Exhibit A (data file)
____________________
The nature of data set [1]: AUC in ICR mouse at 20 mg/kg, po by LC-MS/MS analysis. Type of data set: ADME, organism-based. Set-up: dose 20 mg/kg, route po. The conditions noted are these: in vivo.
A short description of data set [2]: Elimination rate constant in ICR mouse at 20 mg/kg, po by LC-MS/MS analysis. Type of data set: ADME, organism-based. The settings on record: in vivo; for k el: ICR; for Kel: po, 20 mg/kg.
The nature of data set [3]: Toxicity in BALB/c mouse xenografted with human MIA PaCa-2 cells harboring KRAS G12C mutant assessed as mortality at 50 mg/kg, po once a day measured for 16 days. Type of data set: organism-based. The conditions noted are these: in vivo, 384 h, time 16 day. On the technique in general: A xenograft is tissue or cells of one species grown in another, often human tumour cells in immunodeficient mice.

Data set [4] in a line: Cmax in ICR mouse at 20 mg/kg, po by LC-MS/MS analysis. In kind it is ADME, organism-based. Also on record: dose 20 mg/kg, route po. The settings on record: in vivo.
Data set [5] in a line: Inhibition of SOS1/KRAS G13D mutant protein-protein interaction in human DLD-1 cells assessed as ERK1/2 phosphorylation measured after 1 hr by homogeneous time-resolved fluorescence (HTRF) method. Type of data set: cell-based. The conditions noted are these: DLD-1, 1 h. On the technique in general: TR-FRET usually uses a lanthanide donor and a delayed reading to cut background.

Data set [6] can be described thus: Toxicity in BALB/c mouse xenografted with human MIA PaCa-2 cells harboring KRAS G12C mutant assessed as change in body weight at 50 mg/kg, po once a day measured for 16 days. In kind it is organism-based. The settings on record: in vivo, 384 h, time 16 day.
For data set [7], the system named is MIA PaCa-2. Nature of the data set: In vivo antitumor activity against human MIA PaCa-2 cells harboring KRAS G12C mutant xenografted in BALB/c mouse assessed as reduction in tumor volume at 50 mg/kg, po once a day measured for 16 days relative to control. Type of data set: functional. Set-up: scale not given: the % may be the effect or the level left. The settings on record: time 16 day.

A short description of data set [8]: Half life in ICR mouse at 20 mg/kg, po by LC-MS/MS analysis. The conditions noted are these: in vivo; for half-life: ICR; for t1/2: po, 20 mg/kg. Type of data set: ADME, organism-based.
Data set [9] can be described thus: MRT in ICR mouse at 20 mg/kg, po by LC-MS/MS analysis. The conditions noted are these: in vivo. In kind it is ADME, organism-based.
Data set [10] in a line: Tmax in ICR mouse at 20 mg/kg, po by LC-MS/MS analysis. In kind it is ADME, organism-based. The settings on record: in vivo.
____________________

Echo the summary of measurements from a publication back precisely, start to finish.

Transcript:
The nature of data set [1]: AUC in ICR mouse at 20 mg/kg, po by LC-MS/MS analysis. Type of data set: ADME, organism-based. Set-up: dose 20 mg/kg, route po. The conditions noted are these: in vivo.
A short description of data set [2]: Elimination rate constant in ICR mouse at 20 mg/kg, po by LC-MS/MS analysis. Type of data set: ADME, organism-based. The settings on record: in vivo; for k el: ICR; for Kel: po, 20 mg/kg.
The nature of data set [3]: Toxicity in BALB/c mouse xenografted with human MIA PaCa-2 cells harboring KRAS G12C mutant assessed as mortality at 50 mg/kg, po once a day measured for 16 days. Type of data set: organism-based. The conditions noted are these: in vivo, 384 h, time 16 day. On the technique in general: A xenograft is tissue or cells of one species grown in another, often human tumour cells in immunodeficient mice.

Data set [4] in a line: Cmax in ICR mouse at 20 mg/kg, po by LC-MS/MS analysis. In kind it is ADME, organism-based. Also on record: dose 20 mg/kg, route po. The settings on record: in vivo.
Data set [5] in a line: Inhibition of SOS1/KRAS G13D mutant protein-protein interaction in human DLD-1 cells assessed as ERK1/2 phosphorylation measured after 1 hr by homogeneous time-resolved fluorescence (HTRF) method. Type of data set: cell-based. The conditions noted are these: DLD-1, 1 h. On the technique in general: TR-FRET usually uses a lanthanide donor and a delayed reading to cut background.

Data set [6] can be described thus: Toxicity in BALB/c mouse xenografted with human MIA PaCa-2 cells harboring KRAS G12C mutant assessed as change in body weight at 50 mg/kg, po once a day measured for 16 days. In kind it is organism-based. The settings on record: in vivo, 384 h, time 16 day.
For data set [7], the system named is MIA PaCa-2. Nature of the data set: In vivo antitumor activity against human MIA PaCa-2 cells harboring KRAS G12C mutant xenografted in BALB/c mouse assessed as reduction in tumor volume at 50 mg/kg, po once a day measured for 16 days relative to control. Type of data set: functional. Set-up: scale not given: the % may be the effect or the level left. The settings on record: time 16 day.

A short description of data set [8]: Half life in ICR mouse at 20 mg/kg, po by LC-MS/MS analysis. The conditions noted are these: in vivo; for half-life: ICR; for t1/2: po, 20 mg/kg. Type of data set: ADME, organism-based.
Data set [9] can be described thus: MRT in ICR mouse at 20 mg/kg, po by LC-MS/MS analysis. The conditions noted are these: in vivo. In kind it is ADME, organism-based.
Data set [10] in a line: Tmax in ICR mouse at 20 mg/kg, po by LC-MS/MS analysis. In kind it is ADME, organism-based. The settings on record: in vivo.